In early-March of 2019, the Boston Celtics went west as a broken team in need of anything that could make them feel good. They had lost five of their last six and seven of their last 10 at the time.
That Celtics team showed up in Oakland to play the vaunted Warriors and blasted Golden State by 33 points. They followed it up with wins over the Kings and Lakers. Following the trip, stories came out about how that cross-country flight was a bonding experience that fixed everything that had ailed Boston.
Even a four-game losing streak later in the month didn’t really matter. We all believed those Celtics were contenders. By early-May, those dreams were crushed as Boston fell apart against Milwaukee in the second round of the Eastern Conference playoffs. It all went south faster than a blind date with a 30-something that still lives at home with mom and dad.
In about a million ways, this season feels different. Jayson Tatum has made the leap. Jaylen Brown has too, just not quite as in-your-face as Tatum. Gordon Hayward has largely been healthy and productive. And Kemba Walker has shown up with a smile on his face while he assassinates defenders on the court.
Against the Jazz there were a couple of plays that really stood out. In the third quarter, Enes Kanter went to the post on back-to-back plays. The entire Boston bench got on their feet and cheered him on to make the defender pay. Kanter scored the first time and passed out the second time. Then on the third trip, he got a tip-in and pointed at the bench with a fist pump and a smile.
Then in the fourth quarter, Marcus Smart took over. He hit three straight three-pointers. You could feel the heat check launch was coming. In a rare moment of restraint, Smart instead dimed up Kanter underneath. The player who loved that stretch the most? Walker. He was up screaming and yelling and flashing that huge grin.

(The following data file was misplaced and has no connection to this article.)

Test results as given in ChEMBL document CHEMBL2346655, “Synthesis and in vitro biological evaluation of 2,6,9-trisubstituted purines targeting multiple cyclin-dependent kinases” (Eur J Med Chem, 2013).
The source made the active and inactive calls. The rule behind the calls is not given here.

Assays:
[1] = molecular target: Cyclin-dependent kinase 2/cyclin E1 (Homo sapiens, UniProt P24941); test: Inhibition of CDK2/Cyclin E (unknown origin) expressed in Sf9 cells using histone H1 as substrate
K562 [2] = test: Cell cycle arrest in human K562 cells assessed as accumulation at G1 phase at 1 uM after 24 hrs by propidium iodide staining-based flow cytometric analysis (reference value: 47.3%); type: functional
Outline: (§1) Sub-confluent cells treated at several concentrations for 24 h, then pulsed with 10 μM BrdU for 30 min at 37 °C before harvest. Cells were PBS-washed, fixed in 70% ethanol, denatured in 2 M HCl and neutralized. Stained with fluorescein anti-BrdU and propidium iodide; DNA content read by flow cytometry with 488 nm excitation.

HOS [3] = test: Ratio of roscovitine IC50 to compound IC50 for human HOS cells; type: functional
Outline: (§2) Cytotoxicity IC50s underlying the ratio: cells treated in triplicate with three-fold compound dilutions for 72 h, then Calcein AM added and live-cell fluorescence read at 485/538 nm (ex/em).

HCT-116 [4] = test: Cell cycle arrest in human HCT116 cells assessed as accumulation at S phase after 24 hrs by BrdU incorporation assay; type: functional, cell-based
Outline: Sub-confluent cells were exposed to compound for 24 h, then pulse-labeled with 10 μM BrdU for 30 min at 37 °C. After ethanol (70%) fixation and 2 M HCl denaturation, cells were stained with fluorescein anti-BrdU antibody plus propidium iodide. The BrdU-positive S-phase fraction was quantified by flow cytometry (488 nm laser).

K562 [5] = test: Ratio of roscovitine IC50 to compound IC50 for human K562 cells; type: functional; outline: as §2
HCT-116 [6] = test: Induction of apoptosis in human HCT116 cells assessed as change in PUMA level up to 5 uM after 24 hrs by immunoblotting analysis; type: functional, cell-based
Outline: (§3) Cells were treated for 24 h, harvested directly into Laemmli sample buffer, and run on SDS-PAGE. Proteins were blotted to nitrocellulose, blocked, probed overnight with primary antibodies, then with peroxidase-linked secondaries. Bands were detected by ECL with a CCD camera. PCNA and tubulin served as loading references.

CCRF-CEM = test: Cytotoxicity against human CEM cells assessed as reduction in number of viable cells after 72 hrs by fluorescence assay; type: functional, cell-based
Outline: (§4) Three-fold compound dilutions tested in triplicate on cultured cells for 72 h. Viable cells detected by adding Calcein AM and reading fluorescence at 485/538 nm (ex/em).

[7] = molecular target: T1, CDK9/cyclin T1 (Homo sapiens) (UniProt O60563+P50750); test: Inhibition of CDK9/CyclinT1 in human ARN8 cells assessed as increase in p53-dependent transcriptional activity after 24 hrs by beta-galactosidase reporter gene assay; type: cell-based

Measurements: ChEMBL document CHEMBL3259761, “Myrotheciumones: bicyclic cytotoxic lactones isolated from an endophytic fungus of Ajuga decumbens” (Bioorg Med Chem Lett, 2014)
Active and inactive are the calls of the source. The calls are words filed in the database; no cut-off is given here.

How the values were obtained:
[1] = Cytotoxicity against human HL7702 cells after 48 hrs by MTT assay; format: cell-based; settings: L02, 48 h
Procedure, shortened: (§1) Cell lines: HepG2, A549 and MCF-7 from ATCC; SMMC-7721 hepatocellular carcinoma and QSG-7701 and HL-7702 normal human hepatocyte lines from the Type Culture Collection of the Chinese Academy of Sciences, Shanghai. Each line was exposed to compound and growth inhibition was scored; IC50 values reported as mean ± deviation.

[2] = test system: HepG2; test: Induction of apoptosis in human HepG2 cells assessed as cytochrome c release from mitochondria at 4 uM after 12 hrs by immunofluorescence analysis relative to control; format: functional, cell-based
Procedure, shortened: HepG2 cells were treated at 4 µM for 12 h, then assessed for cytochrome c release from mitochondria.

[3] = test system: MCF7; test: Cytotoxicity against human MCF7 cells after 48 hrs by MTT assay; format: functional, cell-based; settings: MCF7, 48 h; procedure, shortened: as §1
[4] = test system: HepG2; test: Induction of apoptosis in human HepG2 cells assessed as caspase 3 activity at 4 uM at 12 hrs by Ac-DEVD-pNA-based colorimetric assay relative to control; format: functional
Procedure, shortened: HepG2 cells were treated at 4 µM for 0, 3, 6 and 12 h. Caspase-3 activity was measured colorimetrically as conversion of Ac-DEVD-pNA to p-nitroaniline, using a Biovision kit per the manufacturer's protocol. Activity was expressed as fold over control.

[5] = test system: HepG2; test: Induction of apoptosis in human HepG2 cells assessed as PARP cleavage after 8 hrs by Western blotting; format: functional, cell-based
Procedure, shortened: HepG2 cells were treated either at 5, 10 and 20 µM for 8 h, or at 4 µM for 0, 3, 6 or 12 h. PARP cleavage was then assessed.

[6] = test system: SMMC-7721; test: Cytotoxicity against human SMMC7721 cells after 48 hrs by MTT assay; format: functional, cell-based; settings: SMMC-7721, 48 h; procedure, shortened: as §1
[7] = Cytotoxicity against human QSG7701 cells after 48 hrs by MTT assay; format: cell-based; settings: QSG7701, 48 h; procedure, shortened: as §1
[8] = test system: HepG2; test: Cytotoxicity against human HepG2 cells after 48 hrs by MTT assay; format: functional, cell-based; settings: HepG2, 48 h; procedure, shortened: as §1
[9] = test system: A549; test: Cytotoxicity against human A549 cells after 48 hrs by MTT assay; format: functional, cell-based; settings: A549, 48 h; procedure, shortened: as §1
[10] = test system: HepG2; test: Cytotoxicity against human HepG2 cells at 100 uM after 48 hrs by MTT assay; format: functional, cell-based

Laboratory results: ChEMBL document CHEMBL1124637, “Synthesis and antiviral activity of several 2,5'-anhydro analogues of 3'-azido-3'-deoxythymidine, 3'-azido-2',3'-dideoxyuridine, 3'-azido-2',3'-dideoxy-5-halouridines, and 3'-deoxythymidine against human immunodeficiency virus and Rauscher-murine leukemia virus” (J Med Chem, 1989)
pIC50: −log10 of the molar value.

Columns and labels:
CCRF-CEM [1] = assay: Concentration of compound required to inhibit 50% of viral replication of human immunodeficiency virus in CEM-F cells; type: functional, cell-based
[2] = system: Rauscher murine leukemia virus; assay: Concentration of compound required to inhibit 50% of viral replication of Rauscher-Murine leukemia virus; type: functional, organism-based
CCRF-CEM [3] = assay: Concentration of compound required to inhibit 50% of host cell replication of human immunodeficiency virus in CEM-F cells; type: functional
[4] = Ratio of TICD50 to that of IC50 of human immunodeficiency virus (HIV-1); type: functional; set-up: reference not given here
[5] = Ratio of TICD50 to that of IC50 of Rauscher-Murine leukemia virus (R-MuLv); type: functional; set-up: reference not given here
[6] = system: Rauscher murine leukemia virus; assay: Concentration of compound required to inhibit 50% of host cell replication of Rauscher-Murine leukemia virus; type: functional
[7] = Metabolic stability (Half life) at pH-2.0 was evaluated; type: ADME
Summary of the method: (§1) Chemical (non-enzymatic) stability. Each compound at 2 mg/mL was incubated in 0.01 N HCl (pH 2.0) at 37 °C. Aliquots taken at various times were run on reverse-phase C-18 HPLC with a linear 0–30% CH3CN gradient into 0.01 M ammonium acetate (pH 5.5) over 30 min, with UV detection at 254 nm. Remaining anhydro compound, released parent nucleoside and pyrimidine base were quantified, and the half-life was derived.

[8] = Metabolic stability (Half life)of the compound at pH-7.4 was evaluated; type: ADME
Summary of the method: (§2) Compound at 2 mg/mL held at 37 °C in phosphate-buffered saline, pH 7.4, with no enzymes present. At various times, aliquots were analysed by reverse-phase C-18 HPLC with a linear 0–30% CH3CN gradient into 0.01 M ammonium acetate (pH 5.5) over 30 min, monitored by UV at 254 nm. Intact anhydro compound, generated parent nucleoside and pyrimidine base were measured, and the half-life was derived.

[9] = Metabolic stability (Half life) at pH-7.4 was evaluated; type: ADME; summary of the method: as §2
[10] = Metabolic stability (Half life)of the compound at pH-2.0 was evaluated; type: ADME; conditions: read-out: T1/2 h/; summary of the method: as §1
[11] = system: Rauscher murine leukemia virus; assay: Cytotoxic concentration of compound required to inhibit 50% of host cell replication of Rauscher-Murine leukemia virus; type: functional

Late in the game, the Celtics pulled away from the Jazz behind some big shot-making from Tatum, Brown and former Utah player Hayward. It was the second-straight night Boston made it a blowout in the fourth quarter. And this time around it happened on a back-to-back.
This trip started with a 10-point win over Minnesota. Following that, the Celtics lost a two-point heartbreaker at the Lakers. In that game, Tatum went toe-to-toe with Lebron James and showed the world that’s become a star. In the end, James beat Boston once again. On a fadeaway jumper over basically perfect defense from Brown. But, given that the Celtics played without Walker, it was no shame to lose to the Lakers in a close one on the road.
Two days later, Boston traveled up to Portland and took care of business. Sure, the Trail Blazers are really banged-up with Damian Lillard, but the Celtics turned that one into a blowout by the end of the fourth quarter. The rest they stole there clearly helped on Wednesday night, as Boston ran away from Utah at the end of the game.
A year ago, we thought a 3-1 West Coast trip fixed the Celtics. It re-established them as contenders in our minds. That was fool’s gold. Maybe that now infamous plane ride treated a few symptoms, but the underlying disease ended up killing Boston’s season.
This year? Another 3-1 West Coast swing. But this Celtics team didn’t need any sort of fixing. This time around it was about establishing themselves as real contenders. Three double-digit wins and a two-point loss against one of the NBA’s best teams, all without Kemba Walker? Mission accomplished.
Last year we thought the Celtics were fixed and we thought they were contenders. This time around, the Celtics aren’t broken and we know they are contenders. Once again: what a difference a year makes.